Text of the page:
A more luxurious aromatic tasty tomato ketchup made from sun-ripened, juicy organic Italian tomatoes, the highest quality ingredients, a real hit for real ketchup lovers.
This classic ketchup has a sweet and slightly spicy taste of tomatoes and works as the perfect flavor enhancer or as an accompaniment to various meals. It is perfect for everything from sauces to pasta, as a dip for meat and bread or as a flavor enhancer in marinades and sauces - your imagination sets the limits.
"Ketchup is a condiment that comes in many varieties. Tomato ketchup is common in Europe and the United States, but there are also others such as walnut ketchup, mushroom ketchup, anchovy ketchup, oyster ketchup and mango ketchup. Around 2011, the United States had the most ketchup varieties. At the same time, most ketchup in the world per person and year in Sweden (read 2011)" (Wikipedia)
"Classic ketchup is a dynamic red concoction. At once savory and sweet, with just the right amount of acidity, it is poured and sprinkled on our favorite dishes.
In the US, 97 percent of households report having a bottle at the table. How did a simple sauce become so loved? It turns out that ketchup's origins are anything but American. Ketchup comes from the Chinese Hokkien word, kê-tsiap, the name of a sauce derived from fermented fish. It is believed that traders brought fish sauce from Vietnam to Southeast China.
The British likely encountered ketchup in Southeast Asia, returned home and attempted to replicate the fermented dark sauce. This probably happened in the late 17th and early 18th centuries, as evidenced by a recipe published in 1732 for "Ketchup in Paste" by Richard Bradley, which referred to "Bencoulin in the East Indies" as its origin.
But this was certainly not the ketchup that we would recognize today. Most British recipes called for ingredients such as mushrooms, walnuts, oysters or anchovies in an attempt to reproduce the savory flavors first encountered in Asia. Mushroom ketchup was even a claimed favorite of Jane Austen. These early ketchups were mostly thin and dark and were often added to soups, sauces, meat and fish. At this point, ketchup was missing an important ingredient.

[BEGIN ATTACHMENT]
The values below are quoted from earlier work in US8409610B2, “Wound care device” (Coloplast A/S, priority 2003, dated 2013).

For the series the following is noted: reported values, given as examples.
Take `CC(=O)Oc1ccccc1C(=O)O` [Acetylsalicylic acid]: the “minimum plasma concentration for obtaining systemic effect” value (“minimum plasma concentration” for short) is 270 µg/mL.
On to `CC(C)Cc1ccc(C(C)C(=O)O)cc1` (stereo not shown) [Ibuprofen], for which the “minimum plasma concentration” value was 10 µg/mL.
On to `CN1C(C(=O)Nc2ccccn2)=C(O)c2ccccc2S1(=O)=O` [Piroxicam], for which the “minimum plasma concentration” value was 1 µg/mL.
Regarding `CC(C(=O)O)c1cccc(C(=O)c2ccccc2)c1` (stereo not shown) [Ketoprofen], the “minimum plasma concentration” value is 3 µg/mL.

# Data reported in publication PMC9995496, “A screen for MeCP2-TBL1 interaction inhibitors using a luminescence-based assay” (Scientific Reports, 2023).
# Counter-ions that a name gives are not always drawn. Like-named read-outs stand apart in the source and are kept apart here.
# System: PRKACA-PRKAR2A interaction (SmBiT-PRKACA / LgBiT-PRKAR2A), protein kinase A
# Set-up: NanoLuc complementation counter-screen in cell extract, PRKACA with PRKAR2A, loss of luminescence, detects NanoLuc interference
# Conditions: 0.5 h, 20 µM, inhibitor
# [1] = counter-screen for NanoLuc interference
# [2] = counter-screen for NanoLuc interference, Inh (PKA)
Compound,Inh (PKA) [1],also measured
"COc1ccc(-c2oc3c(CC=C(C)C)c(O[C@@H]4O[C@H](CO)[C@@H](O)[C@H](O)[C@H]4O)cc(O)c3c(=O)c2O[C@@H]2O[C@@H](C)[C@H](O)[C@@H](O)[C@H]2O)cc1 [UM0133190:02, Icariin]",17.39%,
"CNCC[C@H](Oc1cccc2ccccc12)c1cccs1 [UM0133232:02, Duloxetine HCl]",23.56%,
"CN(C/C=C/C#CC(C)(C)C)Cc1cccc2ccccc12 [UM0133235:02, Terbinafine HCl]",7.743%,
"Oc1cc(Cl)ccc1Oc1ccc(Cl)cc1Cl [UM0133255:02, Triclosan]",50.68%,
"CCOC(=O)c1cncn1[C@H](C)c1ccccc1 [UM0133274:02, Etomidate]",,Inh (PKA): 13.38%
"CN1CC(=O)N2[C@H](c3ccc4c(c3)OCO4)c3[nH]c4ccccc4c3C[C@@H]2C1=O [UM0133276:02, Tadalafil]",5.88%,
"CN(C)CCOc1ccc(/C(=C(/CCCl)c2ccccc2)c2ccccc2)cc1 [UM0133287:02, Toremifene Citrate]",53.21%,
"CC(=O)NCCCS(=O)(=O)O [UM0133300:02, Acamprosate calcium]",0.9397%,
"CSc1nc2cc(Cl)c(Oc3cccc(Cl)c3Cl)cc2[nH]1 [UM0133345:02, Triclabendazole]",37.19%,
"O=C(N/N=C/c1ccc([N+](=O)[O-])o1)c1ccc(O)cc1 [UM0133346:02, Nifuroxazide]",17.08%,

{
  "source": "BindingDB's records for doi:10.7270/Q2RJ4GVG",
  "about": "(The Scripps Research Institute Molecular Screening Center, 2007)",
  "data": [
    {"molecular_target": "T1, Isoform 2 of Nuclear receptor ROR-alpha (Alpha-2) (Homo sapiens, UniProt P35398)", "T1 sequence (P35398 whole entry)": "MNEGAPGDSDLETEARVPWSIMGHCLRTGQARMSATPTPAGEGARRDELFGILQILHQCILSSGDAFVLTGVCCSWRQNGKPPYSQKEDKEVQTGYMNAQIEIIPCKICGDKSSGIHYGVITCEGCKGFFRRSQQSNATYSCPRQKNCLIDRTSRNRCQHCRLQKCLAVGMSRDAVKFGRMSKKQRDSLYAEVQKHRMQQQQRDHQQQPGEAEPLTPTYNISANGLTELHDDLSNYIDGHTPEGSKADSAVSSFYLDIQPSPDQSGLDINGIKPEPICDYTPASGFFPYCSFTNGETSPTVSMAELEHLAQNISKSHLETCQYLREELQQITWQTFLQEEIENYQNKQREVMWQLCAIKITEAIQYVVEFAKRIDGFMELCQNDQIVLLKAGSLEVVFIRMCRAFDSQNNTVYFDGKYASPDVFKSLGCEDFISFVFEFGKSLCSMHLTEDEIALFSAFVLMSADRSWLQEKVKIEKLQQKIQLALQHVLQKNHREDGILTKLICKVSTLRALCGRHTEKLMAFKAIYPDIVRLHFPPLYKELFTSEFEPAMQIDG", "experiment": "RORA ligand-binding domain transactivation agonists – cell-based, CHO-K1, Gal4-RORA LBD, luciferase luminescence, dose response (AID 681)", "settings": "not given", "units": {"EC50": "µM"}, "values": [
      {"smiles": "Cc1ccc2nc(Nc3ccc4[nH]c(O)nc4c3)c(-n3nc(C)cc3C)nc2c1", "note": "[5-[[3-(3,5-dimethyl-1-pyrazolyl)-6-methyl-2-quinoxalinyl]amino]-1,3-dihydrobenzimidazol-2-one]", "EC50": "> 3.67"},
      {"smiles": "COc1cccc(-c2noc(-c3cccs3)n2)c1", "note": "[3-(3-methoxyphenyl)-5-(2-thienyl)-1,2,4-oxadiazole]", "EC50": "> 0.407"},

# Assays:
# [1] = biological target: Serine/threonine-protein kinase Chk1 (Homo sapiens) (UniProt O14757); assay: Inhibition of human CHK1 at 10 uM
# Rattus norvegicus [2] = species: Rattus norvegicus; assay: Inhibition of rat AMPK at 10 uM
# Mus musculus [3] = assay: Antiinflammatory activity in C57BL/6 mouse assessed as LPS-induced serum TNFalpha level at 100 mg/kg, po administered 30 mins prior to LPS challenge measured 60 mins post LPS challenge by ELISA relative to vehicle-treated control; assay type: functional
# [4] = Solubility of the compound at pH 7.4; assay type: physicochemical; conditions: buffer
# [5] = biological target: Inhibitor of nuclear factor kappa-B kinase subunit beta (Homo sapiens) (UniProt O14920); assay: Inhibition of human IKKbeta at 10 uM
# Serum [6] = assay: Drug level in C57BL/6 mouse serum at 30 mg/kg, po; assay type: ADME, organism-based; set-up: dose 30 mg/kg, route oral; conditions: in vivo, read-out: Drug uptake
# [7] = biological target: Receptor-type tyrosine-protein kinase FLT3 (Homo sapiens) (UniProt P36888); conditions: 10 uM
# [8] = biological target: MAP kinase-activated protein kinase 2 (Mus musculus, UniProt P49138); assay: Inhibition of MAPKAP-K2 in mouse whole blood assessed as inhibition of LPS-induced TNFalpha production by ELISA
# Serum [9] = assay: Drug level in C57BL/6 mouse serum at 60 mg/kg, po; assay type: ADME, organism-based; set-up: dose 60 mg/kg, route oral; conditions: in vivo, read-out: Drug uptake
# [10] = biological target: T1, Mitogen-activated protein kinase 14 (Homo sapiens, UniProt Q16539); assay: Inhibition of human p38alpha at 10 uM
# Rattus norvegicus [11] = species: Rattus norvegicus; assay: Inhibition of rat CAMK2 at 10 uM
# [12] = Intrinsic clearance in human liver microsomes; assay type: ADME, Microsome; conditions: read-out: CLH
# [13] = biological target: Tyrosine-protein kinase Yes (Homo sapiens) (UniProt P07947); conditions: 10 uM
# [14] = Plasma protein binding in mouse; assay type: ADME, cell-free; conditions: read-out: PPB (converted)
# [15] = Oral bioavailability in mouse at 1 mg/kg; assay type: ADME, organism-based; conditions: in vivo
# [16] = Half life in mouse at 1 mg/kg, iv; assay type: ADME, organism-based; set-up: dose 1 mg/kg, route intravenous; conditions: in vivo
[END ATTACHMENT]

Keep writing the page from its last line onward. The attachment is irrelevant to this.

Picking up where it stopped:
The first known published recipe for tomato ketchup appeared in 1812, written by scientist and horticulturist James Mease, who called tomatoes "love apples." His recipe included tomato paste, spices and brandy but lacked vinegar and sugar.
Ketchup's success was partly due to the fact that it could be stored for up to a year. Still, preserving tomato ketchup proved challenging. Because the tomato growing season was short, ketchup makers had to solve the problem of preserving tomato pulp year-round. Some manufacturers handled and stored the product so poorly that the resulting sauce contained impurities such as bacteria, spores, yeast, and mold—leading French cookbook author Pierre Blot to call commercial ketchup "disgusting, decomposed, and rotten" in 1866.
Wiley partnered with a man from Pittsburgh named Henry J. Heinz who had started producing ketchup in 1876. Heinz was also convinced that American consumers did not want chemicals in their ketchup. In response to the benzoate controversy, Heinz developed a recipe that used ripe red tomatoes—which have more of the natural preservative called pectin than the residues other manufacturers used—and dramatically increased the amount of vinegar and to reduce the risk of spoilage. Heinz began producing preservative-free ketchup and soon dominated the market. By 1905 the company had sold five million bottles of ketchup.” (National Geographic)
Perfect for grilled meat, sausages, marinades, pasta
Ingredients: Tomato*(73%), raw cane sugar*(14%), vinegar*, red onion*, sea salt, mustard seed*, garlic*, black pepper*, spices* *Organic ingredients
Nutrition declaration 100g: Energy 334 kJ/80 kcal; Fat 0.2 g (saturated fat 0 g); Carbohydrates 19 g (sugars 18 g); Protein 1 g; Salt 1 g